Ayear and a half ago, I flew from Israel to London for one day of work, then on to Newark, where I had an airport meeting, and then boarded the United afternoon flight to Hong Kong, where we landed the next evening (with the time change).

After I cleared customs and immigration, I headed to the hospitality desk of the hotel I’d booked, to see if they had a shuttle. A fellow female traveler stopped me and asked if I was also going to that particular hotel. When I answered affirmatively, she told me that she’d booked a driver and offered me a lift. I was delighted to accept, even more so when the car turned out to be a Mercedes Benz S class sedan.

When we were both seated, she turned to me and sheepishly said, “I really wanted to talk to you on the flight, but saw that you were sleeping.” (Was I ever!) “So, can I ask you a few questions now? Because you’re an Orthodox Jew, aren’t you?”

Bam! right between my very sleepy eyes. I was set up, and had nowhere to run. The ride from the airport to Kowloon takes approximately 35 to 45 minutes. We talked the entire way there. She explained that she’s Jewish, her husband isn’t, and she’s the mother of two sons.

When we drove up to the hotel’s grand entrance, we were surrounded by staff, bowing and opening doors. Within 15 minutes, I was asleep in my beautiful, spacious room. It wasn’t until the next morning, when I regained consciousness, that I realized not only had I neglected to thank her properly, but to my chagrin, I didn’t have her contact information.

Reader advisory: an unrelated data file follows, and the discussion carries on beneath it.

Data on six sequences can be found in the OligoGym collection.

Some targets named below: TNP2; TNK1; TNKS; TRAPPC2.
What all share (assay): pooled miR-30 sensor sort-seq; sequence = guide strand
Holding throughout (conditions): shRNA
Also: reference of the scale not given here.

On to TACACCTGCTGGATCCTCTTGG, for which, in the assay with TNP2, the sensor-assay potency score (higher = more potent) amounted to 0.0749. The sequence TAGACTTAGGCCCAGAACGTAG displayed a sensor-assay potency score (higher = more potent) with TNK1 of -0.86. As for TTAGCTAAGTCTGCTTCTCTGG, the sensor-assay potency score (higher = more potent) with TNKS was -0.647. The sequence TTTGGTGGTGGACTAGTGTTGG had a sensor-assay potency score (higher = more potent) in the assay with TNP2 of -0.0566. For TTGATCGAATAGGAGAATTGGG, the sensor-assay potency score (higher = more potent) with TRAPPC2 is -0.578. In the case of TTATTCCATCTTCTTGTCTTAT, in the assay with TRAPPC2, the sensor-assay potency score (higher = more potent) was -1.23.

I was almost weeping with frustration as I racked my brains trying to sort out my foggy recollections of the previous evening. I tried vainly to remember her name, or any other detail that would help me connect. But other than the fact that her name began with the letter N, I drew a complete blank.

I opened my siddur and my heart and davened with intensity that I’d be able to redeem myself and find my unnamed friend. Hashem had handed me an opportunity on a silver platter, and I felt like I’d dropped it.

After breakfast of an apple and an energy bar, I began a very full day, and only returned to the hotel that night. I walked through the lobby several times, feeling like a girl in the Jerusalem Ramada Renaissance Hotel, trying to identify her date. After half an hour of fruitless searching, I was too tired to continue, and went up to my room.

The next morning, I had an early flight and was in the airport by 9 a.m. Although my business was successful, baruch Hashem, I was filled with a miserable feeling of failure. It wasn’t pleasant to remember that I had only myself to blame. (Excerpted from Family First, Issue 591)